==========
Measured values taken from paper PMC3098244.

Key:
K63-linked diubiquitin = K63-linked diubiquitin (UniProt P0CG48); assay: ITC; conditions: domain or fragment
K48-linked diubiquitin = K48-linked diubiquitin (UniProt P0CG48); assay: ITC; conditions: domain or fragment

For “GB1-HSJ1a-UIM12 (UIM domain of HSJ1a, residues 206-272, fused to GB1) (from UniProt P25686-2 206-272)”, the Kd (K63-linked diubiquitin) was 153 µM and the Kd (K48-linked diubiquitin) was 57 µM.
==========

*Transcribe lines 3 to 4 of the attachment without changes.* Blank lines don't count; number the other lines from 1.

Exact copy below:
K63-linked diubiquitin = K63-linked diubiquitin (UniProt P0CG48); assay: ITC; conditions: domain or fragment
K48-linked diubiquitin = K48-linked diubiquitin (UniProt P0CG48); assay: ITC; conditions: domain or fragment